All of the social media sites like Facebook and Twitter and Instagram have tools that are built in to make our spaces as safe as possible – this is not necessarily a criticism of the social media companies as it is an indictment of the craftiness of the people who are intent on being mean. These people who get it into their heads that they want to be cruel and attack folks will find new ways to evade those systems, or look for people who are vulnerable. So I think we have to be really diligent about monitoring our social media spaces. I don’t want to sound like some kind of weird conspiracy theorist, but it is a way for people to get information about you in the spaces that seem intimate and personal – you have to always remember that you’re online. I tell this to people, whether it’s regarding social media or not: I think we have to protect our stories. This is a moment when people are being pushed and encouraged to share, share, share – and it may feel cathartic in the moment to share – but I think that everybody doesn’t deserve our stories; so I think we have to be really careful about how we share them.
Now, you’re the senior director at Girls for Gender Equity – a non-profit “committed to the physical, psychological, social, and economic development of girls and women”. What does your role there involve? How has the increased exposure of the ‘Me Too’ movement impacted your work, if at all?
My role at GGE is perfectly aligned with the work that #MeToo is about, because GGE does work around street harassment, around gender-based violence… So it was the most obvious choice for where #MeToo would be housed. Essentially I was guiding the programmatic and policy work for the organisation as a senior director, but I’ve had to take a step back from my day-to-day responsibilities to focus on what it looks like to grow this movement to be at capacity for the number of people who are asking for help – so that’s a whole undertaking by itself. But GGE and #MeTo are inextricably linked, because the work is so aligned. So I’ve shifted into a more thought partner position with the organisation and with the leadership – it’s been great that they’ve given me space to do that.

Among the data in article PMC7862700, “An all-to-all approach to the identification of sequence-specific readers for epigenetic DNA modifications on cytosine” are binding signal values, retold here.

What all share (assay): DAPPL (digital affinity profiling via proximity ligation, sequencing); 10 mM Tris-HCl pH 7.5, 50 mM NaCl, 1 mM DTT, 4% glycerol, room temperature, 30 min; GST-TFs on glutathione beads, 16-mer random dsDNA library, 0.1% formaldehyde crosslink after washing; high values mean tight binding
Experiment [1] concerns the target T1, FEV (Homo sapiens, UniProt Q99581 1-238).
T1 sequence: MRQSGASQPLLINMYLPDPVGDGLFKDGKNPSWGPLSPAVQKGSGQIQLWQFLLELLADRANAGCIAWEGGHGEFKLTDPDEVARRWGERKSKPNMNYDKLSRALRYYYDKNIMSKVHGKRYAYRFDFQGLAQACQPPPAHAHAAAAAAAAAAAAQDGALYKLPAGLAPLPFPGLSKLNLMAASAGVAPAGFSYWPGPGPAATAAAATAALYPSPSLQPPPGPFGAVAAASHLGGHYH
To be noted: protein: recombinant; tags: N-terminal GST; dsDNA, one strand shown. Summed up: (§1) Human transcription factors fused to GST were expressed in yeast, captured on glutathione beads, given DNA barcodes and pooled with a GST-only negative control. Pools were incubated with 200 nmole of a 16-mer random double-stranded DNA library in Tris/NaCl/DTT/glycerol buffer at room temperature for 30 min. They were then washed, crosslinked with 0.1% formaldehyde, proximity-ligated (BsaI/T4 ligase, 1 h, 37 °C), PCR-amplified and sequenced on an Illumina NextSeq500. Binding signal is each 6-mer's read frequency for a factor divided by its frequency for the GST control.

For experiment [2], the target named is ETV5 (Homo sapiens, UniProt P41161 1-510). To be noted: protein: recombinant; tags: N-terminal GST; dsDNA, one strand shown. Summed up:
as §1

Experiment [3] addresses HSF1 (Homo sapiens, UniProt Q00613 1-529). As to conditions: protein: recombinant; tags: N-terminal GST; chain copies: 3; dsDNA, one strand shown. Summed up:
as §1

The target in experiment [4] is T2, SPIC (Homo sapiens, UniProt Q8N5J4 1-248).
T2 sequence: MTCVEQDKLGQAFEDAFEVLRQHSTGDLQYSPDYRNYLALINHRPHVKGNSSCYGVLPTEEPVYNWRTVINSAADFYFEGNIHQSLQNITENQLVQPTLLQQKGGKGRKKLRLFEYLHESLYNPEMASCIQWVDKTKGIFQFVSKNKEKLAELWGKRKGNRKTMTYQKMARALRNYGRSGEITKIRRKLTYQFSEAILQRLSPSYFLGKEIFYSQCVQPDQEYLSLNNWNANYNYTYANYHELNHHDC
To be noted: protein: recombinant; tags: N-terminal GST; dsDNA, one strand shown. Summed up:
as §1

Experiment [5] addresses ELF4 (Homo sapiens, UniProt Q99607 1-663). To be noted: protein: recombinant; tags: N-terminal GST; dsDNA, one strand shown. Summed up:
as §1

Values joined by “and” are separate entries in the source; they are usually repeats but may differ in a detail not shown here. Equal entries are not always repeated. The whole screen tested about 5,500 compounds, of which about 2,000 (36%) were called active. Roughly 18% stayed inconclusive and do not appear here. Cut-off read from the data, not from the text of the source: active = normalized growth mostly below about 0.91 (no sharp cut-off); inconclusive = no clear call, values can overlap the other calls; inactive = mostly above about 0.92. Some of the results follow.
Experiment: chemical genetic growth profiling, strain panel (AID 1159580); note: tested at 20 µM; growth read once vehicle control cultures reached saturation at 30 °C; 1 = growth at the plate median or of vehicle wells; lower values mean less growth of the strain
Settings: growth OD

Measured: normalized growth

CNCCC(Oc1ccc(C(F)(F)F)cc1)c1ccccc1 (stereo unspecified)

Our big priorities in this moment are two things: one is narrative change. The work we’ve been doing in the past few months is to shift the narrative nationally and globally about how people talk about the #MeToo movement: right now, people frame it as a movement to take down powerful men who’ve done bad things – and while we are a movement about dismantling systems, beyond that it’s about centring on survivors, so we want to get people the resources that they need to craft their healing journey. That’s another part of the work: building an online space for survivors to come and get the resources they need. It equalises things by being on the internet because there’s no hierarchy based on race, or class, or gender – it’s just information that’s open to everybody. And we centre on survivors who are the most marginalised, so we would pull them out for whatever kind of highlighting is necessary. Our work is on narrative change – it’s online, by building this comprehensive website; and it’s an offline effort to help people get trained for doing this work in their communities (which will happen in the latter part of this year and the beginning of next year).
In 2017 Time Magazine featured you and other ‘Silence Breakers’ as ‘Person of the Year’. As someone who has expressed being uncomfortable with being a figurehead, what did this mean to you?
That was just an amazing honour to be named in that group and to be highlighted and singled out as the founder of the movement, so I was delighted by it, and certainly honoured – and it’s done so much to help elevate this platform and to give me the space to talk about the work from the perspective of how we look at it. But what I meant about being a figurehead is that I have been observant of how people will celebrate me as the founder of the movement, but don’t look to me for leadership or vision around how the movement should move forward.